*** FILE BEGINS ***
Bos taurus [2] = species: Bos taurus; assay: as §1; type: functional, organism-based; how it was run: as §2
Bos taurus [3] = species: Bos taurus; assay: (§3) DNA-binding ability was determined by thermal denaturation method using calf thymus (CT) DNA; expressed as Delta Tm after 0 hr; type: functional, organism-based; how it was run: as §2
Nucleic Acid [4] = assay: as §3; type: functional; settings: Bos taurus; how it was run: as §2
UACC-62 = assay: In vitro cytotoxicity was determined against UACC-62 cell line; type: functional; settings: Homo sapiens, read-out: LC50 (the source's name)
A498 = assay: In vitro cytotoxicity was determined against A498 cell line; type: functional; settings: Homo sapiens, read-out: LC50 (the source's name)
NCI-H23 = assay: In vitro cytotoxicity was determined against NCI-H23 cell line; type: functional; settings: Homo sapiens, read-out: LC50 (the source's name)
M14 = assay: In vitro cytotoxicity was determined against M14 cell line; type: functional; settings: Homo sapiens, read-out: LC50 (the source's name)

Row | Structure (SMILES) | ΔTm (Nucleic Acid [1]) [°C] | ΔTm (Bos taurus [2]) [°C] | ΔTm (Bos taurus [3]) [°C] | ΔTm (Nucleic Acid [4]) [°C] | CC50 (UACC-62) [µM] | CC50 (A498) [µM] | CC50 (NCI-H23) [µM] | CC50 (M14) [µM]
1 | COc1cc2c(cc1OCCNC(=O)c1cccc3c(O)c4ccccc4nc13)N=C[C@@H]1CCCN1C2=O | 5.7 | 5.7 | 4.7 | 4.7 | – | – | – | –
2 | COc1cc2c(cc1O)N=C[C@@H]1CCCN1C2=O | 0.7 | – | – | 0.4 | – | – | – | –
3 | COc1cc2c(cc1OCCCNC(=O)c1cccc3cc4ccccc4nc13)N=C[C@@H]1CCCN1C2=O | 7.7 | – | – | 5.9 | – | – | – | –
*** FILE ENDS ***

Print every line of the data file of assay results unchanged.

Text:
Bos taurus [2] = species: Bos taurus; assay: as §1; type: functional, organism-based; how it was run: as §2
Bos taurus [3] = species: Bos taurus; assay: (§3) DNA-binding ability was determined by thermal denaturation method using calf thymus (CT) DNA; expressed as Delta Tm after 0 hr; type: functional, organism-based; how it was run: as §2
Nucleic Acid [4] = assay: as §3; type: functional; settings: Bos taurus; how it was run: as §2
UACC-62 = assay: In vitro cytotoxicity was determined against UACC-62 cell line; type: functional; settings: Homo sapiens, read-out: LC50 (the source's name)
A498 = assay: In vitro cytotoxicity was determined against A498 cell line; type: functional; settings: Homo sapiens, read-out: LC50 (the source's name)
NCI-H23 = assay: In vitro cytotoxicity was determined against NCI-H23 cell line; type: functional; settings: Homo sapiens, read-out: LC50 (the source's name)
M14 = assay: In vitro cytotoxicity was determined against M14 cell line; type: functional; settings: Homo sapiens, read-out: LC50 (the source's name)

Row | Structure (SMILES) | ΔTm (Nucleic Acid [1]) [°C] | ΔTm (Bos taurus [2]) [°C] | ΔTm (Bos taurus [3]) [°C] | ΔTm (Nucleic Acid [4]) [°C] | CC50 (UACC-62) [µM] | CC50 (A498) [µM] | CC50 (NCI-H23) [µM] | CC50 (M14) [µM]
1 | COc1cc2c(cc1OCCNC(=O)c1cccc3c(O)c4ccccc4nc13)N=C[C@@H]1CCCN1C2=O | 5.7 | 5.7 | 4.7 | 4.7 | – | – | – | –
2 | COc1cc2c(cc1O)N=C[C@@H]1CCCN1C2=O | 0.7 | – | – | 0.4 | – | – | – | –
3 | COc1cc2c(cc1OCCCNC(=O)c1cccc3cc4ccccc4nc13)N=C[C@@H]1CCCN1C2=O | 7.7 | – | – | 5.9 | – | – | – | –